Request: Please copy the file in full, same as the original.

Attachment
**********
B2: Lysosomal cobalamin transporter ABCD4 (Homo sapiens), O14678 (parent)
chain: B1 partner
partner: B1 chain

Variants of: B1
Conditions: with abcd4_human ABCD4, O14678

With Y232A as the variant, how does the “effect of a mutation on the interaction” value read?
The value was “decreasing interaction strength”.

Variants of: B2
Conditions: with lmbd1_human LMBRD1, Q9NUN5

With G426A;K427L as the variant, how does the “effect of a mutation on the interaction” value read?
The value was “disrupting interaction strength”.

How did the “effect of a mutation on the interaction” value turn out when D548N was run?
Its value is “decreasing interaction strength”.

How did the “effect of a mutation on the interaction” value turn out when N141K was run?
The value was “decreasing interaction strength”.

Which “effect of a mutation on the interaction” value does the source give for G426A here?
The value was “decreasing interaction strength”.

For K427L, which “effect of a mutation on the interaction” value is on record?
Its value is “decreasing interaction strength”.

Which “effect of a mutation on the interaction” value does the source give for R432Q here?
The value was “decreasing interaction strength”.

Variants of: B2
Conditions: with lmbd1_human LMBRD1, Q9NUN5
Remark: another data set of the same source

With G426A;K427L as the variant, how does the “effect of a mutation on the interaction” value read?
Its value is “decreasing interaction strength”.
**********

B2: Lysosomal cobalamin transporter ABCD4 (Homo sapiens), O14678 (parent)
chain: B1 partner
partner: B1 chain

Variants of: B1
Conditions: with abcd4_human ABCD4, O14678

With Y232A as the variant, how does the “effect of a mutation on the interaction” value read?
The value was “decreasing interaction strength”.

Variants of: B2
Conditions: with lmbd1_human LMBRD1, Q9NUN5

With G426A;K427L as the variant, how does the “effect of a mutation on the interaction” value read?
The value was “disrupting interaction strength”.

How did the “effect of a mutation on the interaction” value turn out when D548N was run?
Its value is “decreasing interaction strength”.

How did the “effect of a mutation on the interaction” value turn out when N141K was run?
The value was “decreasing interaction strength”.

Which “effect of a mutation on the interaction” value does the source give for G426A here?
The value was “decreasing interaction strength”.

For K427L, which “effect of a mutation on the interaction” value is on record?
Its value is “decreasing interaction strength”.

Which “effect of a mutation on the interaction” value does the source give for R432Q here?
The value was “decreasing interaction strength”.

Variants of: B2
Conditions: with lmbd1_human LMBRD1, Q9NUN5
Remark: another data set of the same source

With G426A;K427L as the variant, how does the “effect of a mutation on the interaction” value read?
Its value is “decreasing interaction strength”.